The United Nations General Assembly votes to ratify the U.N. Security Council’s nomination of Austrian diplomat Kurt Waldheim to lead the U.N. Waldheim went on to serve two terms as head of the world body, leaving the post in 1982.
In 1986, during a campaign for the Austrian presidency, documents were uncovered revealing that he had served as an intelligence officer in German army units that had committed war atrocities in the Balkans during World War II. Waldheim, who had previously claimed that he spent much of the war in Vienna, admitted that he had lied about his wartime record but denied any knowledge of atrocities. He went on to win the Austria presidency despite the allegations but became an international pariah.
After the annexation of his country by Nazi Germany in 1938, Waldheim was conscripted into the German army and served on the Russian front until 1941, when he was wounded. Waldheim claimed that he spent the rest of the war studying law in Vienna, but it is now known that he was an interpreter and intelligence officer for German army units stationed in Nazi-occupied Yugoslavia and Greece from 1943 and 1945. Waldheim’s units engaged in brutal reprisals against Yugoslav partisans and civilians and deported most of the Jewish population of Salonika, Greece, to Nazi death camps. There is no evidence that he personally killed, tortured, or deported anyone, but he did provide the logistical and intelligence support that enabled others to do so. He won praise and promotion from his Nazi superiors, and evidence indicates that on one occasion he ordered a group of prisoners shot.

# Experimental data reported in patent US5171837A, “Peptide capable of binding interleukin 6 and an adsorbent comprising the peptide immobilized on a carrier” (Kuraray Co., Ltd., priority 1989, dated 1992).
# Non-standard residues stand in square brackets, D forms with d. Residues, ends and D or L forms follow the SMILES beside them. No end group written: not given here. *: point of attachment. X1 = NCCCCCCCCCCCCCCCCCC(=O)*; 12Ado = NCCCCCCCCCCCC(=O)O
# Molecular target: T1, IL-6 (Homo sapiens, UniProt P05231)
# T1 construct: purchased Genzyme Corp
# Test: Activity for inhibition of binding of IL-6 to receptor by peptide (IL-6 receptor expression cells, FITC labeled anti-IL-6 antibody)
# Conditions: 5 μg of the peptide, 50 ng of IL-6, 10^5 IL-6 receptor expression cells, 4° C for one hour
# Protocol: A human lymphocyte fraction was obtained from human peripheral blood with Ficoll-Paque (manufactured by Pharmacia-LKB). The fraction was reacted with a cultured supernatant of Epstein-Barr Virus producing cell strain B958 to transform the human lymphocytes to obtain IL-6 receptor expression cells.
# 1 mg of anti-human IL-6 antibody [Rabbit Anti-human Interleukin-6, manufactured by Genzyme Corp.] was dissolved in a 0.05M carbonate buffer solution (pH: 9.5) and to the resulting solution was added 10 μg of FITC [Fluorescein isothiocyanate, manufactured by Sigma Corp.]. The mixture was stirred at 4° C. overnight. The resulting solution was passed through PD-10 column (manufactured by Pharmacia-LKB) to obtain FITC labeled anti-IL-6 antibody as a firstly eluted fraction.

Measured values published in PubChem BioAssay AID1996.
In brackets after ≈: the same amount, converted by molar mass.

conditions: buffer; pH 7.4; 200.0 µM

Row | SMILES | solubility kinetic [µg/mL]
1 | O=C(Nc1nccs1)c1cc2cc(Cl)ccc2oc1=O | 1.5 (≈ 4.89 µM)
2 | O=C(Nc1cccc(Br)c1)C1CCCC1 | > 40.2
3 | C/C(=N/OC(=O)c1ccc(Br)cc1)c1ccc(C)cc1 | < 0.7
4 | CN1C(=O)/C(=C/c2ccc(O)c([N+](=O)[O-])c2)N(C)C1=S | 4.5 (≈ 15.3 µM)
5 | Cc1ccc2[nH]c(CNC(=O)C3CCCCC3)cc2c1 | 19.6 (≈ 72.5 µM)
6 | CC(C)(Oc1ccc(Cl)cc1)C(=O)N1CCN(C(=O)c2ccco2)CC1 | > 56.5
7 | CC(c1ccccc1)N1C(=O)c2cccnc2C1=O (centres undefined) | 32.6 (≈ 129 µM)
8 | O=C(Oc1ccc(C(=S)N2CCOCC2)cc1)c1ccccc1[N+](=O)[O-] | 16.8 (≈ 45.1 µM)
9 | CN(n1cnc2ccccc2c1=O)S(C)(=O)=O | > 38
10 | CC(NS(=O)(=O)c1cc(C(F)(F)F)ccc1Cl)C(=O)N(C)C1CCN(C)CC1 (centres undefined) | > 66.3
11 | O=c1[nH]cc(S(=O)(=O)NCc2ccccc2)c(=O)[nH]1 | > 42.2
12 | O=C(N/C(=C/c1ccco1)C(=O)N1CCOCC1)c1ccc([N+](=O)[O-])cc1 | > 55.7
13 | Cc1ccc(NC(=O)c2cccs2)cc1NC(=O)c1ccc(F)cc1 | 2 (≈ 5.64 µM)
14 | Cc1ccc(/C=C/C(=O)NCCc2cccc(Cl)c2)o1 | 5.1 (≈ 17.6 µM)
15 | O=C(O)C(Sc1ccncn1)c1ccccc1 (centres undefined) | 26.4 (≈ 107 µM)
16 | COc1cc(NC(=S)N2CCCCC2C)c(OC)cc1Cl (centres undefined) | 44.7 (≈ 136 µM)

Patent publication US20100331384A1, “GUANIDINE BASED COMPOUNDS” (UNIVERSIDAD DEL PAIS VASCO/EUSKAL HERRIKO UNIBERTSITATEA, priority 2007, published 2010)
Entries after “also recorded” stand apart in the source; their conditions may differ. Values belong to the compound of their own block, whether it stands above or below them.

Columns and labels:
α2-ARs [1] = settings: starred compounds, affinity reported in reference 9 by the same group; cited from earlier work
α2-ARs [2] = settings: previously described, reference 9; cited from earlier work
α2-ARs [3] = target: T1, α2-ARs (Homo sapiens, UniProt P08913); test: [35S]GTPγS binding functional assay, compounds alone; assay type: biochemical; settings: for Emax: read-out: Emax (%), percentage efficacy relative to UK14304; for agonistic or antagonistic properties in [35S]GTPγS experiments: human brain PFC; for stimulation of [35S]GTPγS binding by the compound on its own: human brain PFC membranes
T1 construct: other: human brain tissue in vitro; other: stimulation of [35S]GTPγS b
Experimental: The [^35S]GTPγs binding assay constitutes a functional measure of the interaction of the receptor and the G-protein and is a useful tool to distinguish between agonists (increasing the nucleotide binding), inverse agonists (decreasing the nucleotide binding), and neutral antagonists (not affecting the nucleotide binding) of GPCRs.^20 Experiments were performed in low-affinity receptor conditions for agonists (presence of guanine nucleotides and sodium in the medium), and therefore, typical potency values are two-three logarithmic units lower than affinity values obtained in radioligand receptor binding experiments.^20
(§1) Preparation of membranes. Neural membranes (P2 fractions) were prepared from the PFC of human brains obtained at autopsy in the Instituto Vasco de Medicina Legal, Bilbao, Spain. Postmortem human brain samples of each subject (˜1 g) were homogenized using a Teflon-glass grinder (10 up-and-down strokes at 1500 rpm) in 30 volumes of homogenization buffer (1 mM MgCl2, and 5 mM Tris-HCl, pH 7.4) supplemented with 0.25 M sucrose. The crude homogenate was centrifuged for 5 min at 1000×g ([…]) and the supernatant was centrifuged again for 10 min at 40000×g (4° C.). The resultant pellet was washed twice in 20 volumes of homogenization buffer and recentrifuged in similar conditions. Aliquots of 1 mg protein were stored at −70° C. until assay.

After World War II, Waldheim returned to Austria and entered the diplomatic service. He led Austria’s first delegation to the United Nations in 1955 and served as the Austrian ambassador to Canada in the late 1950s. He then worked in the Austrian Foreign Ministry and in 1964 became his country’s permanent representative to the U.N. In 1968, he became minister of foreign affairs in the Austrian government and in 1970 returned to the U.N. as permanent representative. In 1971, he was an unsuccessful candidate to Austria’s presidency, a largely ceremonial post, on the conservative People’s Party ticket. In December 1971, he was chosen by the U.N. Security Council to be U.N. secretary-general, and on December 22 the General Assembly approved the nomination.
As head of the United Nations, Waldheim was an efficient but not particularly dynamic world leader. He made visits to Cyprus and the Middle East to help resolve conflicts there and coordinated a massive relief effort to Bangladesh, devastated by war and natural disaster. In 1976, he was reelected. During his second tenure as head of the U.N., he attempted, with little success, to end the Iran-Iraq War and the Sino-Vietnam War and to gain the release of American hostages in Iran. In 1981, a third term was blocked by a Chinese veto.
In 1986, Waldheim ran for Austria’s presidency again, but the campaign was heavily tainted by reports of his possible participation in war crimes during World War II. Waldheim admitted that, contrary to earlier statements he had made about his past, he had indeed served in the Balkans during the war but denied any knowledge of atrocities. This denial, contradicted by the evidence, was evidently acceptable enough for the Austrian electorate, and in June 1986 they voted to make him Austrian president.
Waldheim’s tenure as Austrian head of state was marked by a period of international isolation for the country, and he chose not to run for reelection in 1992. In 1987, the United States barred him from entering the country as a private citizen because of his war record. Details of the investigative report that the U.S. Justice Department used in making this decision were first made public in 1994, implicating Waldheim with a far greater involvement in war-time atrocities than was previously suspected.